The Road to Exchange 2010: Active Directory and Exchange Part 3
In part 1 we’ve discussed the Exchange Mode, Domain Controllers and Schema Master compatibility. In part 2 we’ve discussed the Global Catalog and the Domain and Forest Functional level up to Windows 2008. So, that leaves us with Windows Server 2008 R2.
During the time it took to write this series of blogs a lot more information was made available. Especially the Exchange Server Supportability Matrix was a huge help. Actually, the previous lack of such a page with all this information in one place was one of the reasons to do this series.
Windows Server 2008 R2
Obviously the Exchange mode is something that is only relevant with Exchange 2000/2003 and nothing with this release of Windows.
The compatibility with domain controllers though, is another story. Only Exchange 2007 Service Pack 1 with Rollup update 9 for SP1 (and higher) will work correctly with Windows 2008 R2 domain controllers. You could exclude the specific Domain Controller, when you have other DC’s in your domain/site with the Exchange Server. But I would not recommend it as this can impact the availability of any DC for Exchange and directly the availability of Exchange, next to the extra administrative effort you will have to take. I would only do this (and have done this) during transitional phases.
The same requirement is valid for the Schema Master and Global Catalog, so only Exchange 2007 SP1 with rollup 9 and higher. You also can exclude the specific Global Catalogs, but it comes with the same warning label as with Domain Controllers mentioned above. The Schema Master is a Forest FSMO role, so you can have only one in your AD forest and Exchange organization. No cheating possible here. 😉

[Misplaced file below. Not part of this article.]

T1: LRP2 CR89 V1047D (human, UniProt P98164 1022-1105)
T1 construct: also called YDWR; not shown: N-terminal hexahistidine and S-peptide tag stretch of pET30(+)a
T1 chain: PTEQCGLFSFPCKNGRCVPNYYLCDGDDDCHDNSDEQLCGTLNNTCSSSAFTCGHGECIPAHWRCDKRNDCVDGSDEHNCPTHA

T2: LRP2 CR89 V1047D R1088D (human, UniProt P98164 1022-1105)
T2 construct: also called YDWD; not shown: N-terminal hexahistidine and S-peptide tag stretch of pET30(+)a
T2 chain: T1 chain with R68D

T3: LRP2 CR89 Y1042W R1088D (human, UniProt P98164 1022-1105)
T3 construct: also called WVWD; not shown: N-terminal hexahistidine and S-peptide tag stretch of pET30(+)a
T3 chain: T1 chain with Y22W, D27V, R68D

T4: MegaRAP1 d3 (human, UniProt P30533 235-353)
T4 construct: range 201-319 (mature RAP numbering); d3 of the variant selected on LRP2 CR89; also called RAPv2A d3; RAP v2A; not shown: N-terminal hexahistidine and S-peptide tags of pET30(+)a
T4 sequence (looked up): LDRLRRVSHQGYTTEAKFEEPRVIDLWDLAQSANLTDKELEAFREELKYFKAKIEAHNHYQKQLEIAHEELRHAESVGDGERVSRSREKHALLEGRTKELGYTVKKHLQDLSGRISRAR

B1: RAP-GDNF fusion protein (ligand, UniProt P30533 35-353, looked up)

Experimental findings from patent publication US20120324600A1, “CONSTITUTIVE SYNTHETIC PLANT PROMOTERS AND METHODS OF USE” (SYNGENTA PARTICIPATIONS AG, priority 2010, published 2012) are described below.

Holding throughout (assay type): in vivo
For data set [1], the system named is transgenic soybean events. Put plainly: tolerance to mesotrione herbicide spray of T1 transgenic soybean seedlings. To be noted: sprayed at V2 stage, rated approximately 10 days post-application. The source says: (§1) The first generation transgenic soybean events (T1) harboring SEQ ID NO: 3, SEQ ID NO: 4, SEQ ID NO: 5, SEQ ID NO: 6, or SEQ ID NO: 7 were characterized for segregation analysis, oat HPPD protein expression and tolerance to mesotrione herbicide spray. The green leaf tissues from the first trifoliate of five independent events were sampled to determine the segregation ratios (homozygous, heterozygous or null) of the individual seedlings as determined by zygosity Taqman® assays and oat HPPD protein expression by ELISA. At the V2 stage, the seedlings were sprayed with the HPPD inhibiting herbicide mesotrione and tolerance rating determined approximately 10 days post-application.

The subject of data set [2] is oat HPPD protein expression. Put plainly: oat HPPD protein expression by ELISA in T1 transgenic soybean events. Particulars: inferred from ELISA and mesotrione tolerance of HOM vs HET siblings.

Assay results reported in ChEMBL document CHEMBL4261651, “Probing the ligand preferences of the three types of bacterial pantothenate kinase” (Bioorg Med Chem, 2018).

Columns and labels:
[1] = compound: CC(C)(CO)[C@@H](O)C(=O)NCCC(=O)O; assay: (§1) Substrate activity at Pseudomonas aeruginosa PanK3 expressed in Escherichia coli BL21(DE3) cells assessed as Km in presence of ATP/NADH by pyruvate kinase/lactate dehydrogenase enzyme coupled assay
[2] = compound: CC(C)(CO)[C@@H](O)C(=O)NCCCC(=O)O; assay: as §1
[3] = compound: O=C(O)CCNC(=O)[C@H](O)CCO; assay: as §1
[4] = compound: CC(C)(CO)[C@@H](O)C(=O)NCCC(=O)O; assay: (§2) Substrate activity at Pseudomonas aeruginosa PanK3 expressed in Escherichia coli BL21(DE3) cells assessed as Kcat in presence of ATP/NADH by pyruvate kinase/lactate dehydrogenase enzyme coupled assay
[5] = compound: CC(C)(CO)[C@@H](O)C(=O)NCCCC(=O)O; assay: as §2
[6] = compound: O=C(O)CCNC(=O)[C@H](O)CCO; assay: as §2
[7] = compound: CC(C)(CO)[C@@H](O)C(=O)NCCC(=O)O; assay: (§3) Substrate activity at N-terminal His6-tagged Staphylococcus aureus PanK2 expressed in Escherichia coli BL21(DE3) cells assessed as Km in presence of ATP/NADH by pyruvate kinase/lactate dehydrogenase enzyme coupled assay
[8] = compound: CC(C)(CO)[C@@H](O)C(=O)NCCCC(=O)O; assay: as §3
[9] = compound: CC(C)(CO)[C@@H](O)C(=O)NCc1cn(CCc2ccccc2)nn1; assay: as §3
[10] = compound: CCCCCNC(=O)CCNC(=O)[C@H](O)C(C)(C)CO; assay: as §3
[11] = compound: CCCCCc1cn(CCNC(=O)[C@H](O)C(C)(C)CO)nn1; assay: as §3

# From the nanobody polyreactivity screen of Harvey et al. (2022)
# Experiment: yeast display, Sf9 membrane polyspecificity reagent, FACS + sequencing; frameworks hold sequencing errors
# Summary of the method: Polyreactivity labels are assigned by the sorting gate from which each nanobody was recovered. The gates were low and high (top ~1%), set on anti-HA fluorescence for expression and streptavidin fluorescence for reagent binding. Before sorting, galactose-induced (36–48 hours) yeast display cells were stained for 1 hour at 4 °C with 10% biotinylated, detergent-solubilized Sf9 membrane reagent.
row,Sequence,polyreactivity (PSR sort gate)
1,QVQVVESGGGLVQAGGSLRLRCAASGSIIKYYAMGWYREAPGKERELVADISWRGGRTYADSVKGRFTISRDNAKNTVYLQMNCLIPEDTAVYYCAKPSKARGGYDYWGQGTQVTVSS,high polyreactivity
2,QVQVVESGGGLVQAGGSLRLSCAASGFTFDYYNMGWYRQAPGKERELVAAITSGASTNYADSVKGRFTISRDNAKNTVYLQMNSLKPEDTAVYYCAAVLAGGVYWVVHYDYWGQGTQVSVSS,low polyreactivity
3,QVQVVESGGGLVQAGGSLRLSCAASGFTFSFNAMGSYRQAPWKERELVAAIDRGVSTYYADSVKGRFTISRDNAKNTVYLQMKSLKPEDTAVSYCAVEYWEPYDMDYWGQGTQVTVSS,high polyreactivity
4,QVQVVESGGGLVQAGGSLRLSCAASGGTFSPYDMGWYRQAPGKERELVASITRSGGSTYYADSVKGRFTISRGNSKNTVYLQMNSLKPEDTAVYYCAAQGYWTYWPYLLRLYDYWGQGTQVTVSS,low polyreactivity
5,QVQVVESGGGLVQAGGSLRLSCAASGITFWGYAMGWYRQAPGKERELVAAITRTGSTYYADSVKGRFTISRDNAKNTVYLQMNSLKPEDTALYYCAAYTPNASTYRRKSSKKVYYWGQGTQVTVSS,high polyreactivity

The Domain and Forest Functional Level of Windows Server 2008 R2 feels a bit weird to me, we didn’t have this with Windows 2003 R2. So, there’s probably something really happening here. For a overview of the new possibilities of DFL/FFL 2008 R2, look at this page.
Both the DFL/FFL of Windows 2008 R2 are only supported by Exchange 2007 SP1 with Rollup update 9 and higher. Exchange 2000 already couldn’t work with a domain with exclusive Windows 2008 (R2) server, so this is a logical progression. Exchange 2003 could work with Windows 2008 DC’s, but not with 2008 R2 DC’s, and this logically excludes both 2008 R2 DFL/FFL.
When we revisit our compatibility matrices and add Windows 2008 R2 to it, we get:
Exchange and Active Directory on their own can be complex to maintain. But combining the specific requirements and (im)possibilities, it can be a maze. Especially for those who have to maintain and transition their multi domain forest to newer versions of Exchange and Windows and you have a variety of different versions of Windows and Domain Functional Levels.
But there is one relatively safe route: Windows Server 2003 with at least SP2. This is the golden version of Windows for Exchange 2000 to 2010. The Domain Controller Global Catalog function and the FSMO role of Schema Master can al reside on this version and all versions of Exchange can function with it. For the Domain Functional Level 2003 is the safest level, when considering Exchange transition from 2000 to eventually 2010. The 2003 Forest Functional level also works with al version of Exchange.
For transition paths regarding only Exchange co-existence check this post.
I hope that you find these blog posts helpful in transitioning your Exchange organization to any versions available within any Active directory environment. If you have questions or comments on these posts (or just to say hi), feel free to contact me!
Disclaimer: the information here and in previous posts on this subject is presented as-is and could be subject to change. The information on Exchange 2010 is in some cases still in writing and could contain facts that have changed or will change. Recheck those facts before implementing Exchange 2010 when it has reached general availability, which will be announced at TechEd 2009 in Berlin and other events.
Exchange Server Supportability Matrix
What's New in Active Directory Domain Services
The Road to Exchange 2010: Active Directory and Exchange Part 1
The Road to Exchange 2010: Active Directory and Exchange Part 2